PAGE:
SC Lawyer, Sept. 2004, #4. Create balance in your life by becoming proactive.

AuthorBy Mark Powers, Shawn McNalis and Courtney Kennaday

South Carolina Lawyer


SC Lawyer, Sept. 2004, #4.

Create balance in your life by becoming proactive

South Carolina LawyerSeptember 2004Create balance in your life by becoming proactiveBy Mark Powers, Shawn McNalis and Courtney KennadayAttorneys tend to approach time management by either passively responding to the demands placed upon them by their environment or by proactively creating their environment. We call these two approaches the reactive style and the proactive style.

The reactive style of time management

Those who believe they cannot control their lives, that they are at the mercy of circumstances, are operating in the reactive style. If you arrive at your office in the morning, fully expecting to make great strides on one or two important cases only to be interrupted by urgent requests from clients in crisis or staff demanding your attention, you understand the lure of the reactive mode of operating. If you succumb to the lure, you end most days wondering where the time went as the important cases or matters you intended to work on remain untouched. Not only are they untouched, but they are now buried beneath all the other files that you hastily pulled during your firefighting efforts throughout the day. You suddenly must choose whether you work on the untouched files, now that it is 6 p.m. and the phone has stopped ringing, or work over the weekend and miss your child's soccer game or dance recital or your fishing trip that you continue to miss because you have to play catch-up on the weekends.

The reactive style of operating is a short-term way of thinking, not tied to a larger vision or mission. Attorneys who labor under this short-term way of thinking often feel out of control, lack balance in their lives and don't know how to remedy the situation. Usually, they've given up even trying to control their circumstances. They feel helpless. Most people will give up the effort to assert some order upon their universe when they've decided they can't affect a change.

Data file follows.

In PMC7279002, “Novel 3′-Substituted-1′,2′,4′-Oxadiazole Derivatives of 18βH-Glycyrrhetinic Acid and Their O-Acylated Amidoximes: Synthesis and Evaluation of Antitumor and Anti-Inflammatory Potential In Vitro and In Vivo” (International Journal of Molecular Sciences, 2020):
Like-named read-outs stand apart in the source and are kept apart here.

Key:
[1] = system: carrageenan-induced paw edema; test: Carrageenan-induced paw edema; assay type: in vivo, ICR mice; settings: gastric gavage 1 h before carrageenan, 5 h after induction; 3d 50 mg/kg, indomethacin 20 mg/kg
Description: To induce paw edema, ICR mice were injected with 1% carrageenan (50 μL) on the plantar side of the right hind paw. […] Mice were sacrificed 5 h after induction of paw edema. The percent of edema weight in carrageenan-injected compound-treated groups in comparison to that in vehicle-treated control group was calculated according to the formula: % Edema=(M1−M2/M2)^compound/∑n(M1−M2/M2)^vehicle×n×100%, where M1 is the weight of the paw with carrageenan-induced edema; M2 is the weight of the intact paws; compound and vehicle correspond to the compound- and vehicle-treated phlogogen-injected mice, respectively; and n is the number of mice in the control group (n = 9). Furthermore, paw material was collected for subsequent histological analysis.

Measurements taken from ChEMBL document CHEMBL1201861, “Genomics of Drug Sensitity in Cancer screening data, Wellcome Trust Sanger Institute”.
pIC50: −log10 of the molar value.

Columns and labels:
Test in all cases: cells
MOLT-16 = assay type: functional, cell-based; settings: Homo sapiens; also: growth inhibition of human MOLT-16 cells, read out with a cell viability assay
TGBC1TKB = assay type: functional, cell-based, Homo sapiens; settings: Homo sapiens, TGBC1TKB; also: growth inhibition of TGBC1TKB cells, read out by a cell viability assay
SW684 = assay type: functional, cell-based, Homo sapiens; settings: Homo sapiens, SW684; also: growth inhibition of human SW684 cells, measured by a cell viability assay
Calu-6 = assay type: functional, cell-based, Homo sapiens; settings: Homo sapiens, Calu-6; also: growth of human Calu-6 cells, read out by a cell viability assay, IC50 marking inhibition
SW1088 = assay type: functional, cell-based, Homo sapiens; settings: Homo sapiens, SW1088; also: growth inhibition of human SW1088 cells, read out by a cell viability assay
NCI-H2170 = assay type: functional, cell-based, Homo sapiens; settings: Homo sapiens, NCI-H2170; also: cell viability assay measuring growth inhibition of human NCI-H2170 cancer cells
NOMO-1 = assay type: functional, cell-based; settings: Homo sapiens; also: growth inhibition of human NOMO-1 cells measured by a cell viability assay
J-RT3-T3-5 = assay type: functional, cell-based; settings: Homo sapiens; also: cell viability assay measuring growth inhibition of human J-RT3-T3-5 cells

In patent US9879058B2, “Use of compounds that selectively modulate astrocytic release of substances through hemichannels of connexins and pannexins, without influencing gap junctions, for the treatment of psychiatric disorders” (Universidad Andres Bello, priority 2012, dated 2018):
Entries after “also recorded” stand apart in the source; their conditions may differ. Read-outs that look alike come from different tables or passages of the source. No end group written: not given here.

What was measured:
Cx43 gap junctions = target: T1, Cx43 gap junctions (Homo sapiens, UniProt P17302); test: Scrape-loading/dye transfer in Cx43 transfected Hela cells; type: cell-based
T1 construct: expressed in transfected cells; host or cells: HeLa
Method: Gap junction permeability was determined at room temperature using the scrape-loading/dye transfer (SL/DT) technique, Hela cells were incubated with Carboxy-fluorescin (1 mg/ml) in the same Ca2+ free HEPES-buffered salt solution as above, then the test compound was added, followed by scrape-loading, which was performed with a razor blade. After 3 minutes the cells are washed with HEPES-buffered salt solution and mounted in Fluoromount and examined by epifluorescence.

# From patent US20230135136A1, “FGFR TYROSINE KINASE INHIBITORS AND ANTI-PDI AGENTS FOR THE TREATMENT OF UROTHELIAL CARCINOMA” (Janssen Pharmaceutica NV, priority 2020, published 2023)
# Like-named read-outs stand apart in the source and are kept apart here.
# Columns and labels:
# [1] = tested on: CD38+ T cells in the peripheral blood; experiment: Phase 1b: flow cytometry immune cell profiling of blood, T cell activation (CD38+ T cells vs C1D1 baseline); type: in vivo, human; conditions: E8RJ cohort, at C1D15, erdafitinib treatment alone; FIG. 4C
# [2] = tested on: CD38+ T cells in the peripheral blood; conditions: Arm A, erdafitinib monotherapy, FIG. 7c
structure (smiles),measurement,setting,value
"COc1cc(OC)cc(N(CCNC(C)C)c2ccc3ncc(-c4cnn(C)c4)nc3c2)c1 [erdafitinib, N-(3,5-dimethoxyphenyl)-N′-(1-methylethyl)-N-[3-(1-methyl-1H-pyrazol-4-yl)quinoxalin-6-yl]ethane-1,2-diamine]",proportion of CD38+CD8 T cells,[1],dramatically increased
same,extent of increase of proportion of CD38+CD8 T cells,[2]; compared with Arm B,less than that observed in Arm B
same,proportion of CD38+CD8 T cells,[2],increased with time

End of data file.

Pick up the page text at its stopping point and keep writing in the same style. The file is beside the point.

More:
To see if you qualify as one who labors under the reactive style of operating, take a look at the following list of characteristics in the upcoming exercise, The Reactive Style Checklist. Chances are good that if you check off more than three items you are behaving in a reactive way.

The hazards of the reactive style

Being able to react to circumstances is a highly valued skill. However, it is a problem when the circumstances come at a higher and higher speed. If your only plan is to react faster and faster, you fall into the trap of rating your productivity only on your speed and level of "busyness." In truth, you are doing nothing more than becoming more reactive to a rhythm being beaten by the forces around you. Before too long, you become addicted to this "busyness" through the adrenaline rush that has enabled you to keep your head above water.

Our ability to release adrenaline into our system in order to run faster or fight harder has been essential to our survival as a species. Some 50,000 generations of human beings have relied upon the "fight or flight" instinct when in danger. It is our emergency energizing system, not a system that is supposed to be used every day, all day long, to help us cope with daily life. Yet for many attorneys, it is the push they rely upon every day to get the job done. There is a high cost associated with this mode of operation. Medical studies show an important link between the hormone cortisol, triggered by adrenaline release, and heart disease...

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